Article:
The delta Doppler technique for LDV measurements at long distances
Abstract
A technique for measuring velocity, referred to as a Delta Doppler technique, was presented. This technique determines scattering source velocities by measuring the difference in Doppler shifts of two different frequencies. By transmitting the two frequencies along the same path, a moving fringe pattern is established such that a nonmoving scatterer at the sensing volume would see an intensity variation exactly equal to the difference in the transmitted frequencies. If the particle has a velocity component along an axis which bisects the angle formed by the transmitter and receiver axes, a Doppler shift in the difference frequency can be measured and the velocity component computed. The frequency measured would correspond to the difference in Doppler frequencies that two laser Doppler velocimeters using separate frequencies (the same frequencies as used previously) would have measured, thus the term Delta Doppler.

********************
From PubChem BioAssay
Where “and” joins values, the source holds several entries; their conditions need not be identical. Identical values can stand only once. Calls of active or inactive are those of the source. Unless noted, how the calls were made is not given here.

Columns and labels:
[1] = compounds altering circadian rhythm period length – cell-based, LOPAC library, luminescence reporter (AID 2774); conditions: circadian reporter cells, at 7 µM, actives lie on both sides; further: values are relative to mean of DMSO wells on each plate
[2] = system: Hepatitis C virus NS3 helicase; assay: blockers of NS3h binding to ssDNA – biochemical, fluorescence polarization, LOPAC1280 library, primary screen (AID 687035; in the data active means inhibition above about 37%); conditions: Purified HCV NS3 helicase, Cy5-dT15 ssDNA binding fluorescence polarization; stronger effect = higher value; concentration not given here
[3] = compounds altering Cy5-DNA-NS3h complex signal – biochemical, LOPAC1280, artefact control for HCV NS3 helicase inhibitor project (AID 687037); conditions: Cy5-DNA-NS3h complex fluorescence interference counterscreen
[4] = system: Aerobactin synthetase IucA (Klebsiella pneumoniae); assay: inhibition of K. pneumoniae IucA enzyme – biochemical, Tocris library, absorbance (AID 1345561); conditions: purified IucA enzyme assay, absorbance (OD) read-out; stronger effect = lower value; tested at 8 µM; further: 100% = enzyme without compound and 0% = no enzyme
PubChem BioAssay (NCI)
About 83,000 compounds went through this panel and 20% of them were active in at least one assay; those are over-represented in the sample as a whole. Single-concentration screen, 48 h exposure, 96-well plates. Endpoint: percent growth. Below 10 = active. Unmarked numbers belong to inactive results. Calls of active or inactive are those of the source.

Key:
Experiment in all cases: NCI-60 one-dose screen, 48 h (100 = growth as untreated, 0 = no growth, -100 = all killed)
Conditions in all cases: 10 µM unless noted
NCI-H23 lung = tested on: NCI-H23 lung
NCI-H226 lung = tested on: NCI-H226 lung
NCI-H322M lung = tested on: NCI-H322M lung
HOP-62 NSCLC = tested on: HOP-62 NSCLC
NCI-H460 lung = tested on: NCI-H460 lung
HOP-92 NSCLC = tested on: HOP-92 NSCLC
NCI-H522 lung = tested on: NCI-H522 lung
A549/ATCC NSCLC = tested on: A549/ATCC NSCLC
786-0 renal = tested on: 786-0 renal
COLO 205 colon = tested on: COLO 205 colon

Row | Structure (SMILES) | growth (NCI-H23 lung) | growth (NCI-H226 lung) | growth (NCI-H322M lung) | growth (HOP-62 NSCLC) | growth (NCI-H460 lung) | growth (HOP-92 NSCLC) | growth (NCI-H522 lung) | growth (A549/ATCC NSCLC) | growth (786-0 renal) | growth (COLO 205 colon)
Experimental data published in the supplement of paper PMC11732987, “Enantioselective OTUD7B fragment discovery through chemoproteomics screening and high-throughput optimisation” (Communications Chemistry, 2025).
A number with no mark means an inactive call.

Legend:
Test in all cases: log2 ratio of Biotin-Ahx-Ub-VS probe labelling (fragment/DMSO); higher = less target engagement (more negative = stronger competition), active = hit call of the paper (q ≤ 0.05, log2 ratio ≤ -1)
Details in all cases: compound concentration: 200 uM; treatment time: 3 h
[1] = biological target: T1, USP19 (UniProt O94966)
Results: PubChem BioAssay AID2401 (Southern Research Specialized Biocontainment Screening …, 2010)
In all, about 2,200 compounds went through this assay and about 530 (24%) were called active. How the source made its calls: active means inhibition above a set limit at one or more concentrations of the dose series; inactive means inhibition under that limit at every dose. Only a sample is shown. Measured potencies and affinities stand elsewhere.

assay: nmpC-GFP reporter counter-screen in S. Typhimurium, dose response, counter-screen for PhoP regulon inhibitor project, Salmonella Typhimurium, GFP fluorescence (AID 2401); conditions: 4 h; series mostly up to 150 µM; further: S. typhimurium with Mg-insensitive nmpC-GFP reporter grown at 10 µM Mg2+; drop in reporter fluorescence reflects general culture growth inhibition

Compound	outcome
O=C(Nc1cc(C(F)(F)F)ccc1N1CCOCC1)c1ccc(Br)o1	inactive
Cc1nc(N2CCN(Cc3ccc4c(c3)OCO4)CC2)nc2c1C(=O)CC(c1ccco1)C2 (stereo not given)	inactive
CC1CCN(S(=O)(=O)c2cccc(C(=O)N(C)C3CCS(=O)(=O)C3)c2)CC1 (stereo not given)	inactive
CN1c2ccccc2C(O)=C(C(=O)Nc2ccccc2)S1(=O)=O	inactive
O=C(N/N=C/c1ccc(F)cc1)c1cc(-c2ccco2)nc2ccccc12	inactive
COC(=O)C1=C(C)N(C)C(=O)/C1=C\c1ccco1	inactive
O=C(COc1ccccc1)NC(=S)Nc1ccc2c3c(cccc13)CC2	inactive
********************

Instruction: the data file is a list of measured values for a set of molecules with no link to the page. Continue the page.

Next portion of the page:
Publication:

NASA STI/Recon Technical Report N
 Pub Date:
 February 1976
 Bibcode:
 1976STIN...7620464C
 Keywords:

 Doppler Effect;
 Frequency Shift;
 Velocity Measurement;
 Diffraction Patterns;
 Electromagnetic Scattering;
 Laser Doppler Velocimeters;
 Low Frequencies;
 Paths;
 Velocity;
 Lasers and Masers